Who is Responsible for Fixing a Fence or Wall – Has Anything been Agreed in Writing?
So, again it’s back to the title documents. In the same way, neighbouring owners may agree to share the cost of replacing a fence that was previously the responsibility of one of them alone. So figuring out what they actually agreed in writing in the past, goes a long way towards what responsibilities they also took on for the future maintenance of the fence or wall. (In the rare case where animals are involved, it is the animal-owner’s responsibility to fence their livestock in – though this does not automatically prove the relevant fence is theirs, but it raises an enhanced possibility that it is).
Some people think that a person will have erected a fence, and therefore own it, if the posts and rails are on their side – with the “neat” side facing their neighbour owner’s side. However, it is at least as likely that the owners of the fence will want to benefit from looking at the “neat” side. This also has the logic that an owner would erect the upright posts on his side of the boundary, and nail the boards to the horizontal rails from his side – so in this case, the neat side will face the owner of the fence. So, no clarity there!
Similarly, there is no truth in the myth that the boundary wall or fence on the left (or right) of a property “always” belongs to that property. So what happens if you cannot identify whose responsibility it is from past actions and if the title documents are silent on this (as they will usually be for houses built pre the 1970s, like mine in Kent)?
Who is Responsible for Fixing a Fence or Wall – If the Title Register and Plan are Silent, then it’s Shared
Well, in that case the legal presumptions is that, in the absence of ‘T’ marks or words confirming the position in the title documents, a wall or fence is presumed to be jointly owned and its maintenance a joint responsibility. In the special case where a fence or hedge is next to a ditch, the legal presumption is that the landowner, before erecting the fence or planting the hedge, would dig the ditch at the boundary, with the hedge or fence put on the mound that has been created by the dirt from the ditch, in which case both the ditch and the hedge would belong to that owner.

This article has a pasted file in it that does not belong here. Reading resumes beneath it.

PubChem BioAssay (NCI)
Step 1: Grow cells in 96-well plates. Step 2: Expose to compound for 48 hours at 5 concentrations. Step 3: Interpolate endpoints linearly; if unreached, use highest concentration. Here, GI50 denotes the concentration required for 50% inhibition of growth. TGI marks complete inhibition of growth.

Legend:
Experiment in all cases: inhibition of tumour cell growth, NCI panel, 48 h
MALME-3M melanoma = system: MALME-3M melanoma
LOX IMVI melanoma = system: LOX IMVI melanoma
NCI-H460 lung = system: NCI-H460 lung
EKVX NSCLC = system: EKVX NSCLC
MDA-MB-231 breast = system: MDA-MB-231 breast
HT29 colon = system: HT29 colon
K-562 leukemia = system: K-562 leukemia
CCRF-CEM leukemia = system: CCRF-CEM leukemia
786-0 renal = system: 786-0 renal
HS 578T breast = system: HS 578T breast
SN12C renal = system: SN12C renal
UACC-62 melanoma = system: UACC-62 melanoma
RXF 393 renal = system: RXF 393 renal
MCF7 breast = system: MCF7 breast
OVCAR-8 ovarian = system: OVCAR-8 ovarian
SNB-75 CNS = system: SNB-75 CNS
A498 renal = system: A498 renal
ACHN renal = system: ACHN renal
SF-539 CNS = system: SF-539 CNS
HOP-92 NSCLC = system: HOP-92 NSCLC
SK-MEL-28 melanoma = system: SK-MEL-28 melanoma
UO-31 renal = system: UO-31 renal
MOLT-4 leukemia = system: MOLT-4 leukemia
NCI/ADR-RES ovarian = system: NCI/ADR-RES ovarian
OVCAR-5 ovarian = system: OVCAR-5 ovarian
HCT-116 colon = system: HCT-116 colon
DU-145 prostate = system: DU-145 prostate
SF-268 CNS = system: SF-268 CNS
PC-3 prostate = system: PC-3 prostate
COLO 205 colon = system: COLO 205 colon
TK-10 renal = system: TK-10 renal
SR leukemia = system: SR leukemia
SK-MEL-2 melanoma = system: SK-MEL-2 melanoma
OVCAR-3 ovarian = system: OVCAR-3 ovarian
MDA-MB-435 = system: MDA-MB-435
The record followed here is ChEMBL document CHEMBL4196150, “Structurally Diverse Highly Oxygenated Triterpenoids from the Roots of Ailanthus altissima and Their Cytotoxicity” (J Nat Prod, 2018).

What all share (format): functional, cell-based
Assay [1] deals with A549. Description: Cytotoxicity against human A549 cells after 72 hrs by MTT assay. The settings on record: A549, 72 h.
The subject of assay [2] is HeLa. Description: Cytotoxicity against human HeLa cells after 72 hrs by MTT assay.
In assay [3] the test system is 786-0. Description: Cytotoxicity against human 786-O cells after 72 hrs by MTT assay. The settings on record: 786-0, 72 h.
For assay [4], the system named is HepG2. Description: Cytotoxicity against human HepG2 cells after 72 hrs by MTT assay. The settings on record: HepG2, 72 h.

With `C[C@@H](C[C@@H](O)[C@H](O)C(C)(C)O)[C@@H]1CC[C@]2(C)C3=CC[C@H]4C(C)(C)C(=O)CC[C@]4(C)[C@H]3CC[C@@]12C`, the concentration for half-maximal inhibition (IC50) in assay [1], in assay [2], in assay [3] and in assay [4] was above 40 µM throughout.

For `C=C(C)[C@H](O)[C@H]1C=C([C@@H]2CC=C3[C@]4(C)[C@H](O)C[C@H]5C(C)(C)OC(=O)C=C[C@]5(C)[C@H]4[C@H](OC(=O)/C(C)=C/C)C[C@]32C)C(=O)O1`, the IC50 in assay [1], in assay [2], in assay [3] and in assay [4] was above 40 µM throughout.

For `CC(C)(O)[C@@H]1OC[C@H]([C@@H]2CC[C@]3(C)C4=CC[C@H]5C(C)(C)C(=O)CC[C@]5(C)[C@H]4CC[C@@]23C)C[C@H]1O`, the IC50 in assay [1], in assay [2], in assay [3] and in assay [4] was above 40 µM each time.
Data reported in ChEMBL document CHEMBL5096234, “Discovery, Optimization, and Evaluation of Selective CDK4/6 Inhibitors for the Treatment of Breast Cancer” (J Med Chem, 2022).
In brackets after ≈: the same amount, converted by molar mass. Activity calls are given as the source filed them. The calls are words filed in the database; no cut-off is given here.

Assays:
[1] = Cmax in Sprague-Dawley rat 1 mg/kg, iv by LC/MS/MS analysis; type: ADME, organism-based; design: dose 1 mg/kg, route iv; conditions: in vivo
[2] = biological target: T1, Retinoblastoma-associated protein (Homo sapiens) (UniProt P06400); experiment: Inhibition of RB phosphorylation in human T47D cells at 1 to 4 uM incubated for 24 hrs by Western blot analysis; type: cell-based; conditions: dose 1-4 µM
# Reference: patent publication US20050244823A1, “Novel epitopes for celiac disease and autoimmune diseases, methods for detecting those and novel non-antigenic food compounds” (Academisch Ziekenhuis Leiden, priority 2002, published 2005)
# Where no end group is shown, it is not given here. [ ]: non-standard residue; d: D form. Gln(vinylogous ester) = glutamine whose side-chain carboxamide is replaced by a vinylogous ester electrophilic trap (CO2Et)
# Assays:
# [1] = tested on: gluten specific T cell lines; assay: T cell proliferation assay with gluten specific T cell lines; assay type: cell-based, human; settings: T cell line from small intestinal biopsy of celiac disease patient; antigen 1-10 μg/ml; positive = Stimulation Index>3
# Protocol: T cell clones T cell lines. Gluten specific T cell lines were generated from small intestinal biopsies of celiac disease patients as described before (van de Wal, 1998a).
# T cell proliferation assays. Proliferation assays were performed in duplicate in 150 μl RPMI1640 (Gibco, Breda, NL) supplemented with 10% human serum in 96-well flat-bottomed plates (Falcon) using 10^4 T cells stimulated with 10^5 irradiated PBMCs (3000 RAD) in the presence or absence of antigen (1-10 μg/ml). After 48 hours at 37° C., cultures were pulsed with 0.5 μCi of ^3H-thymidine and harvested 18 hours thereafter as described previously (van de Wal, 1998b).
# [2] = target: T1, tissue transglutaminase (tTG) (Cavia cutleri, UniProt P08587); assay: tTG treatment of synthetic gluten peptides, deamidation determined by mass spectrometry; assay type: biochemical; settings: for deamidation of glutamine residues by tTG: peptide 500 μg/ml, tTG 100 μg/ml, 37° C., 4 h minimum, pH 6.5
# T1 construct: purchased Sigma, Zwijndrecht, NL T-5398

In my case, when all else failed, after speaking to my neighbour, I decided to pay this time, but with my verbal parting shot being that “If the lady on the other side of me also thinks it is for me to pay for that fence too, that would change things here for us.” So, on the basis that “good fences make good neighbours”, I sent a cheque for £100 to the neighbour to pay to his man to fix the fence.
I did not admit liability or even say what the money was for, in writing – I just stuck a cheque in the post. No message, just the cheque. This way, I protect myself from future liability but save from falling out with a neighbour over such a small amount.
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We advise a range of organisations too to help them develop and improve their services and products for private landlords. David Lawrenson, founder of LettingFocus, also writes for property portals, speaks at property events and is regularly quoted by the media.